— Foundation Center (@fdncenter) October 8, 2013
At first my recent event with World Book Night came to mind (you can read all about that here) because I thought it would have some parallel between the classic book of the near same name. However, I found myself not in a philosophical or introspective discussion on engineering a “happy place”. Instead, I ventured into another world – the world of philanthropy and specifically in Foundation Center’s President, Brad Smith‘s world.
In his thoughtfully written blog post, Brad Smith opens the conversation with a very evident trend that “doing good” is no longer limited to the nonprofits or the philanthropic. Instead, as I have also seen, the idea of ‘social good’ has become a growing trend within social enterprises, start ups and even entrepreneurs. Brad validated some of my own theories and thoughts on the six assumptions he addresses, but the two that resonated with me had to do with Transparency and Hackathons. I figured instead of leaving a lengthy blog comment (which is something he probably would have preferred), I’d take my deep thoughts on the topics and work on filling my blog posts quota for the month. I’m hoping Brad Smith will understand and respect my…transparency! 😉
We know who’s on their boards and staff, where the money comes from, to which organizations it goes, and for what, where, and whom it is destined to benefit. Foundations and nonprofits may not be hip, but they are more transparent. – Brad Smith, A Brave New World of Good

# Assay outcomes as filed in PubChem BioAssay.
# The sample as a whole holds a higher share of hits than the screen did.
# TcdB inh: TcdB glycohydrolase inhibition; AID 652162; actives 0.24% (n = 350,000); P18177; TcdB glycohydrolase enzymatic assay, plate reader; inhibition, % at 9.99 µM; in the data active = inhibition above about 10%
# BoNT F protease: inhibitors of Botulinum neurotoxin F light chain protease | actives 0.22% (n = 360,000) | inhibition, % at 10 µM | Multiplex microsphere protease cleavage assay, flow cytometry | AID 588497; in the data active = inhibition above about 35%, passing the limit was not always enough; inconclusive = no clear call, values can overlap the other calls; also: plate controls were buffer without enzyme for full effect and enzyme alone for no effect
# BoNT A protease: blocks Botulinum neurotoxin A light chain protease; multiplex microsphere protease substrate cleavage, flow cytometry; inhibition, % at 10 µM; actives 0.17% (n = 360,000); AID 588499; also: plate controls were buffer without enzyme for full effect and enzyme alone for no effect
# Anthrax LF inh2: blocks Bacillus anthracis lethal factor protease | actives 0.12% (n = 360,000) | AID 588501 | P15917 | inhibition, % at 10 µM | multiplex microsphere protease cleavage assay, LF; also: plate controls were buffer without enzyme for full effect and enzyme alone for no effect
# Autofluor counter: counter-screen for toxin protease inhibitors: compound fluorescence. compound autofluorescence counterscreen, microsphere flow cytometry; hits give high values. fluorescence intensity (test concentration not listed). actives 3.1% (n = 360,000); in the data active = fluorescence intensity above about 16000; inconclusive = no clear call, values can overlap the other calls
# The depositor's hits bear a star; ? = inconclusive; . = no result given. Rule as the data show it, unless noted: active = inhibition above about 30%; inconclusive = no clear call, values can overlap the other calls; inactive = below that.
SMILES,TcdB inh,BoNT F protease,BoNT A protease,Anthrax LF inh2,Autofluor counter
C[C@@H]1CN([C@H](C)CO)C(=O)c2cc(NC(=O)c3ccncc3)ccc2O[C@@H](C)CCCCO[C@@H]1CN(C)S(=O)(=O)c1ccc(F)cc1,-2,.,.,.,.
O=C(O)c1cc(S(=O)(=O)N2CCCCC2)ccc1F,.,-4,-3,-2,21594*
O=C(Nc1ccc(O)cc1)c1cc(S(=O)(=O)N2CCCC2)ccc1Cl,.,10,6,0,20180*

Talk about ‘brave’, Brad Smith decided to use the widely infamous organization Good as an example of a need for more transparency. I too love the good that Good promotes because it embodies the free, innovative and creative spirit. I really see how it as a movement fueled by do gooders; without this sense of institutional constraint or ownership. I’m sure that’s what everyone loves about it because I do!
However, my thoughts on transparency go beyond the idea behind the standard public disclosure of information. I do understand the need to know who’s behind these companies, where the money is coming from and to which organizations they benefit. My addition to the disclosure has to do with impact & effectiveness. It’s my belief that as we become more of a social culture, the public will want to experience the impact they have contributed to or understand how it came to be. In other words, they want a connection to the investment they made and it’s not so much about the money as it is about the change they are making in the world. In other words, It’s one thing to say we raised $1 million dollars after a gala or crowd funding event. It’s another to allow the public an opportunity to witness the journey the money takes. Let them have a social experience that takes them from donation to impact.
I know sounds crazy but I can totally visualize this social network page or mobile app that shares the milestones of the $1 million until every single penny is spent where contributors to that effort can feel a part of the actually mission. Yes that’s definitely goin to require a brave new world, but more on part of those raising the money and responsible for its distribution.
Let’s be brave; new world and embrace accountability as a social experience!
To be continued on the topic of Hackathons in a future blog post…